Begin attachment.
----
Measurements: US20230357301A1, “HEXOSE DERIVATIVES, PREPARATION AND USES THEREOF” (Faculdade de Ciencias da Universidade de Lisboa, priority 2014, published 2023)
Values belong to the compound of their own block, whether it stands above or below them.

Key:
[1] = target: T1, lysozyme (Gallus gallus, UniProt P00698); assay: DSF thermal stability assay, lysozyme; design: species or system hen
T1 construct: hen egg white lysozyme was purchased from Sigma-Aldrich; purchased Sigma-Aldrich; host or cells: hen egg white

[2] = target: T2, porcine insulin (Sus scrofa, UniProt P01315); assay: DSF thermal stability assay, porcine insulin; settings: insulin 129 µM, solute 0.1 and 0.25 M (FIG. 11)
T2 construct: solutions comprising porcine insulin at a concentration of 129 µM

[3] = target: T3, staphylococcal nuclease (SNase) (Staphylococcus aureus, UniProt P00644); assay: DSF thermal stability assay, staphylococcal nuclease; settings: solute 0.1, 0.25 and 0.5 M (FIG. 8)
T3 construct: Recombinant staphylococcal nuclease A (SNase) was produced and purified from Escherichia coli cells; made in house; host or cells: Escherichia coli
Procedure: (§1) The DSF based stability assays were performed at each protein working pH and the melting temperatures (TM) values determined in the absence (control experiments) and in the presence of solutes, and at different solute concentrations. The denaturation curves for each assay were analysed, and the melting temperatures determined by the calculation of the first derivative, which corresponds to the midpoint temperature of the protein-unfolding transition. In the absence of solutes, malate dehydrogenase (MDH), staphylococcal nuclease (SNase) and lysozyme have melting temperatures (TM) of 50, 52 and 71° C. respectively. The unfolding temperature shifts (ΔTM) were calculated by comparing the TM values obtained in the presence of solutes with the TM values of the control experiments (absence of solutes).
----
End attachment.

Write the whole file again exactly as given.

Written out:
Measurements: US20230357301A1, “HEXOSE DERIVATIVES, PREPARATION AND USES THEREOF” (Faculdade de Ciencias da Universidade de Lisboa, priority 2014, published 2023)
Values belong to the compound of their own block, whether it stands above or below them.

Key:
[1] = target: T1, lysozyme (Gallus gallus, UniProt P00698); assay: DSF thermal stability assay, lysozyme; design: species or system hen
T1 construct: hen egg white lysozyme was purchased from Sigma-Aldrich; purchased Sigma-Aldrich; host or cells: hen egg white

[2] = target: T2, porcine insulin (Sus scrofa, UniProt P01315); assay: DSF thermal stability assay, porcine insulin; settings: insulin 129 µM, solute 0.1 and 0.25 M (FIG. 11)
T2 construct: solutions comprising porcine insulin at a concentration of 129 µM

[3] = target: T3, staphylococcal nuclease (SNase) (Staphylococcus aureus, UniProt P00644); assay: DSF thermal stability assay, staphylococcal nuclease; settings: solute 0.1, 0.25 and 0.5 M (FIG. 8)
T3 construct: Recombinant staphylococcal nuclease A (SNase) was produced and purified from Escherichia coli cells; made in house; host or cells: Escherichia coli
Procedure: (§1) The DSF based stability assays were performed at each protein working pH and the melting temperatures (TM) values determined in the absence (control experiments) and in the presence of solutes, and at different solute concentrations. The denaturation curves for each assay were analysed, and the melting temperatures determined by the calculation of the first derivative, which corresponds to the midpoint temperature of the protein-unfolding transition. In the absence of solutes, malate dehydrogenase (MDH), staphylococcal nuclease (SNase) and lysozyme have melting temperatures (TM) of 50, 52 and 71° C. respectively. The unfolding temperature shifts (ΔTM) were calculated by comparing the TM values obtained in the presence of solutes with the TM values of the control experiments (absence of solutes).